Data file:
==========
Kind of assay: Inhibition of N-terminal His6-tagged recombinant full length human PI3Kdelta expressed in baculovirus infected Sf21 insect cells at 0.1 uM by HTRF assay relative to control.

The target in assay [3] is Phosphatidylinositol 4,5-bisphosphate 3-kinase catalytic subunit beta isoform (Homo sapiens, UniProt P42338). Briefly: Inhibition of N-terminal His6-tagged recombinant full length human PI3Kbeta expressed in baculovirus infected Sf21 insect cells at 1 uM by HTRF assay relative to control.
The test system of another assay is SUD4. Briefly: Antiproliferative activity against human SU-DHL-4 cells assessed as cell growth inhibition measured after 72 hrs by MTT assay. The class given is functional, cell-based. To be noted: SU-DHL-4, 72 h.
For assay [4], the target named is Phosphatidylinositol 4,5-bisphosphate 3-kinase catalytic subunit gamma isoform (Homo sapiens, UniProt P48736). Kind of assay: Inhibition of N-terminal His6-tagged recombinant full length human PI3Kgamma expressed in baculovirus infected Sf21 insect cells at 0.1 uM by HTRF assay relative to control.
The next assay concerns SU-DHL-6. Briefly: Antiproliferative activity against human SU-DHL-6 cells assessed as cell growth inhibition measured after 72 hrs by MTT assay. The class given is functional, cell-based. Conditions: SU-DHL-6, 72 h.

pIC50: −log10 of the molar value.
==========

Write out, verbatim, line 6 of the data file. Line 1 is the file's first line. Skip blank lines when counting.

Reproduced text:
pIC50: −log10 of the molar value.